Personal account charges will struggle to fall below 0.8% if New Zealand's equivalent auto-enrolment scheme is used as a guide, Standard Life says.
According to the firm, administration costs on the Kiwisaver pension, which has been in operation for a year, can be as high as £29 per account on top of the standard 0.5% annual management charge (AMC).
Standard Life argues that, because average earnings are higher in the UK, administration costs could soar as high as £45 in addition to the 0.5% charge the Government is aiming to meet.
It says if personal accounts are charged as a single AMC, rather than a dual charge, this would need to be around 0.8% based upon an average member age of 42.
Standard Life says although the Government has so far ruled out public subsidy of personal acounts, it may be forced to hit taxpayers if it wants to achieve its target charge of 0.5% or less.
John Lawson, head of pensions policy at Standard Life, fears UK taxpayers already with a pension could end up paying twice - once for their own pension and then again for personal accounts savers.
“Based on evidence from New Zealand, personal account charges will struggle to get below 0.8%," he says.
“There is a danger that in attempting to achieve charges of 0.5% or less UK taxpayers will be asked to subsidise the costs of personal accounts in the same way that Kiwisaver is subsidised by New Zealanders.”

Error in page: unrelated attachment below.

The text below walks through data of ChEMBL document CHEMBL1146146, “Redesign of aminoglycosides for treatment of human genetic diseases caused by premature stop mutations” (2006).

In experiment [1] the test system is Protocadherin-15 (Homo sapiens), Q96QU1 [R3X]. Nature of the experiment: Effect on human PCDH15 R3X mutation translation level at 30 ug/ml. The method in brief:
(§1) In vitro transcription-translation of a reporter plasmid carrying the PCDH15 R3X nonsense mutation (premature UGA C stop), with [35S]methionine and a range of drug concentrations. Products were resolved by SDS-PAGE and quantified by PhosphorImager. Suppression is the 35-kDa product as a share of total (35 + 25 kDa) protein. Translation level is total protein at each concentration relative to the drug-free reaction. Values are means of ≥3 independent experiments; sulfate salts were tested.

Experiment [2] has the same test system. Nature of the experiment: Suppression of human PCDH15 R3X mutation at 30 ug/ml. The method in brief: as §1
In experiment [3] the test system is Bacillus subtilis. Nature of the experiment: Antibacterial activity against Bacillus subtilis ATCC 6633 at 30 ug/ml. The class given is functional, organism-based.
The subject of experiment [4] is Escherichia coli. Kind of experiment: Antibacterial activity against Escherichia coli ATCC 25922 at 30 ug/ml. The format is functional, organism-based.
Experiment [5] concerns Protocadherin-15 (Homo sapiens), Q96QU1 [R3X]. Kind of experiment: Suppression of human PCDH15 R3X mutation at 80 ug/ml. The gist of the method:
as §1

In New Zealand, in addition to the 0.5% AMC, administration expenses are subsidised using resident taxpayers' money in two different ways – to pay for Kiwisaver providers (the equivalent of £15 a year) and staff to collect contributions (£14 a year).
Standard Life says average earnings are higher for both men and women in the UK - 61% higher for men, 55% for women – meaning the administration costs of each personal account would soar for the taxpayer.
Kiwisaver has around 700,000 members, of which 13% are under age 18. Of those new workers and job-changers automatically enrolled, 35% opt-out.
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The increase in minimum AE contributions has had little impact on opt-out rates - with cessations after April increasing by less than two percentage points, data from The Pensions Regulator (TPR) shows.
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